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Oak Savanna Restoration

Deciding on an optimal restoration strategy can be difficult.  We generally have multiple options at our disposal, each with advantages and disadvantages – both in terms of ecological outcomes and practical and financial constraints.  Some restoration methods are simply cheaper and easier than others and, while other strategies may be ideal for certain ecological goals (e.g., biodiversity of particular taxa).

With fire suppressed oak savannas, we are testing the outcomes of restoration by prescribed fire, tree clearing, and a combination of the two. This work has taken place through a long-running experiment at the MSU MacCready Reserve, near Jackson, MI, and through surveys of ongoing oak savanna restoration projects throughout the Upper Midwest.

Relevant publications

Bassett, T. J., Landis, D. A., & Brudvig, L. A. (2020). Effects of experimental prescribed fire and tree thinning on oak savanna understory plant communities and ecosystem structure. Forest Ecology and Management, 464, 118047. [link]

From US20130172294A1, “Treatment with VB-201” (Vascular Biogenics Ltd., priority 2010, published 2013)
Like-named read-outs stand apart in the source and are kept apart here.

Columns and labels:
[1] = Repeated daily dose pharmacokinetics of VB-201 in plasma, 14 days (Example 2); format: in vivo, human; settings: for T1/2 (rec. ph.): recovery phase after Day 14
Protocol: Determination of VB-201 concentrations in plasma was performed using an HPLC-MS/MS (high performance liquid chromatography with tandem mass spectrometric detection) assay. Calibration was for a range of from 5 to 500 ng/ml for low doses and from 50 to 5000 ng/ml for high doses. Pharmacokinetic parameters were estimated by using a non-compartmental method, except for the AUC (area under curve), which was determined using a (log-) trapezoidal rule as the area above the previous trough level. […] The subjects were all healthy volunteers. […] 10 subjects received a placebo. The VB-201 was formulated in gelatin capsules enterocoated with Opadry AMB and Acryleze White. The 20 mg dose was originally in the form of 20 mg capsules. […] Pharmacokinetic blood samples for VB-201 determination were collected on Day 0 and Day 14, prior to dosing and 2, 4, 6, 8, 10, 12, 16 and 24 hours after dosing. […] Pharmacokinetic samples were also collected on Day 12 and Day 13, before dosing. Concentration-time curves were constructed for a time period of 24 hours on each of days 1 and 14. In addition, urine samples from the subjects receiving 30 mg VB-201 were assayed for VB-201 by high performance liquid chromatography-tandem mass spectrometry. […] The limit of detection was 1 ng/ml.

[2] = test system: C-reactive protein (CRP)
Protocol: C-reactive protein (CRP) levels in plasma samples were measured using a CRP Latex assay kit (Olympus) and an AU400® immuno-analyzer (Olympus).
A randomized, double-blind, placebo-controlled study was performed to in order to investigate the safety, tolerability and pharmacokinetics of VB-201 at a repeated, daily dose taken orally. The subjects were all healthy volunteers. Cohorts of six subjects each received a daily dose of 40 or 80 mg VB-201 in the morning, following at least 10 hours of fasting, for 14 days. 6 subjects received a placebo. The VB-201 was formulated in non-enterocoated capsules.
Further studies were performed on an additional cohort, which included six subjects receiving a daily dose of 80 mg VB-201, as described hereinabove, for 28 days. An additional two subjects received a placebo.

Lettow, M. C., Brudvig, L. A., Bahlai, C. A., & Landis, D. A. (2014). Oak savanna management strategies and their differential effects on vegetative structure, understory light, and flowering forbs. Forest Ecology and Management, 329, 89-98. [link]

Brudvig, L. A., & Asbjornsen, H. (2009). The removal of woody encroachment restores biophysical gradients in Midwestern oak savannas. Journal of Applied Ecology, 46(1), 231-240. [link]

​Brudvig, L. A., & Mabry, C. M. (2008). Trait‐based filtering of the regional species pool to guide understory plant reintroductions in Midwestern oak savannas, USA. Restoration Ecology, 16(2), 290-304. [link]

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